Biologist Amro Hamdoun on keeping out the bad guys

Clearly, PopTech Science and Public Leadership Fellow Amro Hamdoun’s communication training is paying off. Casting aside his data-dense, rather intimidating charts and graphs of how chemicals affect cell structure, he instead showed the laughing crowd a menacing photo of a muscle-bound man in black suit. “Your cells,” explained Hamdoun, “have bouncers.”

The impact of chemicals on cell structure, however, is no laughing matter. With over 85,000 chemicals produced in the last century, the average person now has between 300-500 of miscellaneous chemicals in their systems. It’s the “bouncers”, officially known as multi-drug transporters, that work to keep the bad guys out. The question is, why do some of the “bad” chemicals make it into the cells and how can we predict which ones will do so (with averse and often unknown consequences) as we develop even more chemicals?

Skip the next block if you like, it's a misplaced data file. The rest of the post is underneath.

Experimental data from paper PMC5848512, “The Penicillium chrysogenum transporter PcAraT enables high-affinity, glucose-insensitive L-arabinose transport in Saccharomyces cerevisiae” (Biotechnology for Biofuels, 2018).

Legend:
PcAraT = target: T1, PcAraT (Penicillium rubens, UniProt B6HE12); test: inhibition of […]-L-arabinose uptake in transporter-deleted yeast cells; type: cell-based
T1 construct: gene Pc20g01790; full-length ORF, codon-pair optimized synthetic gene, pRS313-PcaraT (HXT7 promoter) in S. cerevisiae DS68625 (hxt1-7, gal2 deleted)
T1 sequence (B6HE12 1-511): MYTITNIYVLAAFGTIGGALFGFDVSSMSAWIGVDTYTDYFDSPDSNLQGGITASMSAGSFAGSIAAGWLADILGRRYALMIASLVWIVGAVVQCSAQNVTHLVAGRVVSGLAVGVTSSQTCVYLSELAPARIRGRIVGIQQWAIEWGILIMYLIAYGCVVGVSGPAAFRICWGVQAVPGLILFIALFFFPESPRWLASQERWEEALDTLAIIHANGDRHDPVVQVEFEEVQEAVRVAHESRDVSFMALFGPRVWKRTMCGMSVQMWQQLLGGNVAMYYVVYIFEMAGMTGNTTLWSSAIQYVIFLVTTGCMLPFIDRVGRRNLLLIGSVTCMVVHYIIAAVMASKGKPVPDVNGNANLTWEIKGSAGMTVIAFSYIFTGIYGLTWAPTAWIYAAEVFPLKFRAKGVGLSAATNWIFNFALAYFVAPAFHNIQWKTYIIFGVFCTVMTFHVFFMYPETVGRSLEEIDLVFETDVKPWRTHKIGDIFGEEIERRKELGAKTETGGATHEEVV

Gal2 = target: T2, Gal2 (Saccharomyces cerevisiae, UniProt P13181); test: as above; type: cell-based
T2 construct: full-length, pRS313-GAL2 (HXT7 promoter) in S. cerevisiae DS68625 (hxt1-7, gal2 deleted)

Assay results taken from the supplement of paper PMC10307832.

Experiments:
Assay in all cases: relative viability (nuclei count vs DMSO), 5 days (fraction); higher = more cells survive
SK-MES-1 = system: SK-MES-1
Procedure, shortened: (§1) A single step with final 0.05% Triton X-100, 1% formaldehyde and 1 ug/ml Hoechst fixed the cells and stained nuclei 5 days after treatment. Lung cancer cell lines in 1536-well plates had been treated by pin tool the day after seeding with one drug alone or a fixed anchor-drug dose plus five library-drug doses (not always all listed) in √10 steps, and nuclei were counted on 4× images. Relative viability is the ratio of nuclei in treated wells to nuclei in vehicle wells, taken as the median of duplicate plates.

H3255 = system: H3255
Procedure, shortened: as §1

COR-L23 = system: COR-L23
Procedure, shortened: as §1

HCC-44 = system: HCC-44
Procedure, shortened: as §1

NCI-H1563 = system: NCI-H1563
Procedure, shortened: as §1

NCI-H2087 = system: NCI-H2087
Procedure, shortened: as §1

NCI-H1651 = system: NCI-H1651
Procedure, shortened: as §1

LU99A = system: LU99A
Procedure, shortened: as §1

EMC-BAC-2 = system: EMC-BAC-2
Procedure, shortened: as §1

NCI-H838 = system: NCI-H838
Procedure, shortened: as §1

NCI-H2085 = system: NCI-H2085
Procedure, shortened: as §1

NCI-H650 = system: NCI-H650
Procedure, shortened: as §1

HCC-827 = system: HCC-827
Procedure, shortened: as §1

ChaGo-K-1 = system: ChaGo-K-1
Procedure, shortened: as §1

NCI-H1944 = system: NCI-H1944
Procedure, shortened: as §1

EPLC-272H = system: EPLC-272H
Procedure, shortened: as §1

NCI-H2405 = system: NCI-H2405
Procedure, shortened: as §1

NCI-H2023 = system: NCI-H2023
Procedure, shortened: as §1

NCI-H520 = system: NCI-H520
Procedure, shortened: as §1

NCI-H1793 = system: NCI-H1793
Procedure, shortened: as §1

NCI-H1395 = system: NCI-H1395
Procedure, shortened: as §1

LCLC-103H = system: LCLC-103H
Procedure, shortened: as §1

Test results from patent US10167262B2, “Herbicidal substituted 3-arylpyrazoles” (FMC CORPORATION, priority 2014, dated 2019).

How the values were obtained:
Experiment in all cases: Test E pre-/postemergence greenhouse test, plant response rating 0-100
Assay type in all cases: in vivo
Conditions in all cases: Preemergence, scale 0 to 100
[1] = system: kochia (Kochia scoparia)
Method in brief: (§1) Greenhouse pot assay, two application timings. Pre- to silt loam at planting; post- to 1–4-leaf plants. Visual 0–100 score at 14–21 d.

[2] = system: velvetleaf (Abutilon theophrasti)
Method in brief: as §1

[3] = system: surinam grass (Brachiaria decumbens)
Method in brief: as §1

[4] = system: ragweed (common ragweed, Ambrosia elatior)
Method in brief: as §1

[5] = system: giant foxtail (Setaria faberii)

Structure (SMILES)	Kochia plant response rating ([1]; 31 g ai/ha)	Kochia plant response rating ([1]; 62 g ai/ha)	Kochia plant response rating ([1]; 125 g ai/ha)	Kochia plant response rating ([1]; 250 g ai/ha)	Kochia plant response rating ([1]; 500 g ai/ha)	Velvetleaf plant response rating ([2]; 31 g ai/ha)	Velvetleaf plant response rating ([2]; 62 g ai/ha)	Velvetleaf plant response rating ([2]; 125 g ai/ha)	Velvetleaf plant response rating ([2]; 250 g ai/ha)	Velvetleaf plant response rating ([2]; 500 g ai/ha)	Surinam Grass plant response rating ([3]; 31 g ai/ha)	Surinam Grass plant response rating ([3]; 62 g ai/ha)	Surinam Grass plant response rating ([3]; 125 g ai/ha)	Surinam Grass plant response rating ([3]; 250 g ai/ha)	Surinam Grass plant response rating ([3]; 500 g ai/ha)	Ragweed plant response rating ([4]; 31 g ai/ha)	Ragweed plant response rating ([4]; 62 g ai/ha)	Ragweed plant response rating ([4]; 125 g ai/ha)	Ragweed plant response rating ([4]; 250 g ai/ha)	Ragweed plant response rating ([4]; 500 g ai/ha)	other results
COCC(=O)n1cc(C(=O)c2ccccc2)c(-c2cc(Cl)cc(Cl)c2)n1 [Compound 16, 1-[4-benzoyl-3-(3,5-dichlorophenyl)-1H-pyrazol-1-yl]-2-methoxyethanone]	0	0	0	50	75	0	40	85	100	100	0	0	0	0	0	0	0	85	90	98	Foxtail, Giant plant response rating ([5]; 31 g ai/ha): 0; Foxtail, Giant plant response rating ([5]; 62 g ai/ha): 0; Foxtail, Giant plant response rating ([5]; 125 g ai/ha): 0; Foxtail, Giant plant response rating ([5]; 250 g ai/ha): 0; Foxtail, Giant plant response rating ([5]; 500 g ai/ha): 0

Science and Public Leadership Fellows Amro Hamdoun (right) and Gidon Eshel (left)

Hamdoun, a cell biologist, focuses his research specifically on embryos using sea urchins for test subjects: one sea urchin can produce roughly a million eggs in ten minutes, which is comparable to the reproduction efforts of 5,000 mice. The goal of his research? To ensure cells can keep out the bad chemicals and thereby prevent birth defects and other anomalies of embryonic growth.

To learn more about his work, Hamdoun invites the PopTech community to check out

(Photo: Science and Public Leadership Fellows Amro Hamdoun (right) and Gidon Eshel (left). Photo credit: John Santerre)

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